Mercedes’ James Vowles admits the soft tyre was the right compound to start on in hindsight in Mexico, but justified their strategy.
As the tyre blankets came off on the Mexico grid, it was revealed pole-sitter Max Verstappen had the red-marked soft tyres on his Red Bull, but Mercedes pair George Russell, starting P2, and Lewis Hamilton, in P3, both had the medium tyres.
Hamilton improved to P2 at the start and was keeping Verstappen just about in reach to make a one-stop strategy and switch to the hard tyres feasible, although it did not work out for Mercedes as Hamilton and Russell struggled on that compound.
Verstappen, meanwhile, stretched out his soft stint to pit on lap 26, taking on the medium rubber and powering on to victory, 15 seconds clear of Hamilton at the line.
Red Bull team principal Christian Horner expressed surprise at Mercedes’ strategy, while Ferrari boss Mattia Binotto and ex-F1 driver Jolyon Palmer were also critical of the eight-time former Constructors’ champions.
Mercedes’ chief strategist Vowles explained his team highly doubted the validity of a soft-medium strategy, believing at the time their route would give them the best shot at catching Red Bull if degradation set in, Vowles saying the Red Bull RB18 was superior to the W13 for outright pace.
“We started on the mediums and the theory was this,” Vowles began as he spoke on the F1 Nation podcast. “We knew today we didn’t quite have the faster car beneath us. But we believed being on a nailed-on one-stop was probably our best way of winning.
“And in the race, it’s probably worth speaking to other teams, but we certainly had the belief the soft-medium may just in the best of circumstances be possible, but it would be right on the limit in terms of where you’re taking the tyres, mainly from a degradation perspective, not from a wear perspective, whereas a medium-hard could be a nailed-on one-stop.
“And if they drop off the curve at the end, if the degradation is too high, it could provide us with an opportunity that wasn’t open to them.
“It also means at the beginning of the race, the soft tyre – you saw it after 16 laps – started to drop away. I honestly thought it might be more than that. And if it was more than that, it may come back towards us and the medium suffers like it did with George after 34 laps. Actually, we would be sitting here pretty.
“But the other thought we had is starting on the mediums doesn’t stop you two-stopping, doesn’t stop you fitting the softs later like Daniel [Ricciardo] did, so it doesn’t close your options off.
“So now the question comes ‘do you lose out at the start of the race?’ And you will, a couple of metres I would say. But our thought process was with the tow, we’re probably going to have to make up for it, probably wouldn’t lose anything as a result and it gives us opportunities later.”
Last time out in Austin, Mercedes were presented with an opportunity to win after Red Bull had fluffed their lines with Verstappen in the pits, dropping him behind Charles Leclerc and Hamilton.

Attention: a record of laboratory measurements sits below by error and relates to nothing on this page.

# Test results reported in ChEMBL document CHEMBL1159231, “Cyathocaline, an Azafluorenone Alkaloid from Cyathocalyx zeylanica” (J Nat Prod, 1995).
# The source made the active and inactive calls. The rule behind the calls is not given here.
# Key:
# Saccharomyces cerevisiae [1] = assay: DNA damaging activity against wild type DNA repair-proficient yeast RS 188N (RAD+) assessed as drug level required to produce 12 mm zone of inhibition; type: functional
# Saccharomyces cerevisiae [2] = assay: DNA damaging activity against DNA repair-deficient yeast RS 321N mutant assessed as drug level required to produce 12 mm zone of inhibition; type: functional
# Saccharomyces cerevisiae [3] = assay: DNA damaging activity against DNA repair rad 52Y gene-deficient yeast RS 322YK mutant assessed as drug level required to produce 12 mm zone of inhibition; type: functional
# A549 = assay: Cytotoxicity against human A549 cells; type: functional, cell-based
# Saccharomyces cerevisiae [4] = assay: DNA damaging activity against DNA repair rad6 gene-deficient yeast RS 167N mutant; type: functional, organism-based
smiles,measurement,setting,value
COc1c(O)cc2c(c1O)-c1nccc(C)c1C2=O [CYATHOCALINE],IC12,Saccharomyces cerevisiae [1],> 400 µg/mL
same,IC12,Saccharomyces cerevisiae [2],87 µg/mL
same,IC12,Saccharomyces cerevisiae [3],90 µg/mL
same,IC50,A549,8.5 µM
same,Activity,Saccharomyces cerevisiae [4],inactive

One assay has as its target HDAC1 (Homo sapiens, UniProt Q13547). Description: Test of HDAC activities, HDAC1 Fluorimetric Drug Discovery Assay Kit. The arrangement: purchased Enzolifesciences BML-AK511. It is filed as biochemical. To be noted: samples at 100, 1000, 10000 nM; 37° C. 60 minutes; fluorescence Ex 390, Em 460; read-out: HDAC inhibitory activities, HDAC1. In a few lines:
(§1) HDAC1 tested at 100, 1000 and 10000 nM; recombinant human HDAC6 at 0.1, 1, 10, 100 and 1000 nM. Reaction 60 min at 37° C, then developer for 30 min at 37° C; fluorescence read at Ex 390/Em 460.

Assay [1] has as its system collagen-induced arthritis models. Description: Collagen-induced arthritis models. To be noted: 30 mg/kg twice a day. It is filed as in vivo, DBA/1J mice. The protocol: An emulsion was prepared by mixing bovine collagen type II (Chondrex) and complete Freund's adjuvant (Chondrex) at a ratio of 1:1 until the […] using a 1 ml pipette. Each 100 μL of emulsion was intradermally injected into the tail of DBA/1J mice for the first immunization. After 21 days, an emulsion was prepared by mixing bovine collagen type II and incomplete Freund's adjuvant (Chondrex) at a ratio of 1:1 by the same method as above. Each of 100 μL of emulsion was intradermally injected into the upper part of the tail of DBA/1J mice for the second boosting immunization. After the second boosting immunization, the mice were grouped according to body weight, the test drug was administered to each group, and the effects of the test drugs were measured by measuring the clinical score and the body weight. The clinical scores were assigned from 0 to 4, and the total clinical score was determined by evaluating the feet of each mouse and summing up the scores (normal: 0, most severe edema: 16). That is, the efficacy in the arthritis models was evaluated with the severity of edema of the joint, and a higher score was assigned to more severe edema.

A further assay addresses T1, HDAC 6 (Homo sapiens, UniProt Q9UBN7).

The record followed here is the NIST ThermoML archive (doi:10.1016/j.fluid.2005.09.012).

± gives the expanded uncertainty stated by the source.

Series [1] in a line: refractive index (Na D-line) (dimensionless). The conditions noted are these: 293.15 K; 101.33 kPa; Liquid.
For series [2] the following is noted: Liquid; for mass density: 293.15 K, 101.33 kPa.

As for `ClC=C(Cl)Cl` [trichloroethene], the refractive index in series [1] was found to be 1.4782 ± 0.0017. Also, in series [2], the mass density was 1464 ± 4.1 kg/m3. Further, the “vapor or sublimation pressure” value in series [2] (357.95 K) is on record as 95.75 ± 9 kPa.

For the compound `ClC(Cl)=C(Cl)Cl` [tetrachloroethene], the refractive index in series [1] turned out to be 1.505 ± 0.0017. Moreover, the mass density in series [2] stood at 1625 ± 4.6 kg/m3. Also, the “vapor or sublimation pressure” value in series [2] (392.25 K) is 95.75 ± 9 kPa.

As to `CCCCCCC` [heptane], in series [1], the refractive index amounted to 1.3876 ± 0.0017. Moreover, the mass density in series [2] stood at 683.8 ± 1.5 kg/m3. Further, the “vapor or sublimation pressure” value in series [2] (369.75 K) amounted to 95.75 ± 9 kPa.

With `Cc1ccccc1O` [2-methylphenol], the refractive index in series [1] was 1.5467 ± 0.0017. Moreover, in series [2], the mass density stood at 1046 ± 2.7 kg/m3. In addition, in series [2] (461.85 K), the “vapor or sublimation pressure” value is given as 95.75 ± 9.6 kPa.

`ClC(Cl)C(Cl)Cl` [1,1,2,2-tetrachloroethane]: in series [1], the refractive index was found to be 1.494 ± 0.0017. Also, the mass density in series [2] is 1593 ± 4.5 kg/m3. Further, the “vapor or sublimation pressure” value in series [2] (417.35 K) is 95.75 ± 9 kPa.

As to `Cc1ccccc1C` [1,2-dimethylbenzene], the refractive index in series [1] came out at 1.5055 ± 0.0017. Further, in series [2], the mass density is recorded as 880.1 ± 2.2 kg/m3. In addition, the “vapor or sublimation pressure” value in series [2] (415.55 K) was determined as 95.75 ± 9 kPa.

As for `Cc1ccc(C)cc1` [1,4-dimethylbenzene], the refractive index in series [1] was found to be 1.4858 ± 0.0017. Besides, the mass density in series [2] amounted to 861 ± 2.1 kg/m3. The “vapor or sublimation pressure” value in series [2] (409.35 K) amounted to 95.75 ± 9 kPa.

Verstappen though caught and passed Leclerc, then doing the same to Hamilton to rescue the win.
Asked if Mercedes had been looking at the one-stop because of Red Bull’s error under pressure in Austin, Vowles replied: “No, it certainly wasn’t based on what happened there.
“Red Bull are probably, within the pit lane, the best at pit-stops and it’s rare for them to make a mistake like they did in Austin, and you wouldn’t really factor it in.
“What I can tell you is if we can pressure them, we’ll try to – because humans don’t like that, you do suffer, but I wouldn’t go in there with expectation of that.
“No, it was just more formally based on the fact I just didn’t quite think we had the pace they had, so you’ve got to do something different.
“Start on the softs, probably finish exactly where you end up. Start on the mediums, it may provide other opportunities – it didn’t. We did the wrong thing, we should have started on the softs, but I’m not too upset with where we ended up.”
So, knowing everything they do now post-race, if Mercedes had started on the soft tyres, could they have claimed a first victory of 2022 in Mexico?
“The only way would be ahead of him (Verstappen) at Turn 1,” Vowles said. “That’s the only way of doing it.
“You had a car that had just a little bit more pace – not a lot, just a little bit more pace than us. And it’s super-hard at a track like this when you go to the next tyre, the medium tyre, there isn’t a big undercut, that’s the problem.
“So at other tracks like Austin, you can get a two, two-and-a-half second undercut. Here it’s a matter of tenths, probably four tenths by going from the softs to the mediums.
“And the gap between the cars, as you saw, was about 1.1 seconds because in this air, with the brake cooling, with the amount of lift and coast we are doing, you just simply can’t be up the gearbox of another car.”
Read more – Jolyon Palmer: Mercedes’ sub-optimal strategy calls becoming ‘a recurring theme’
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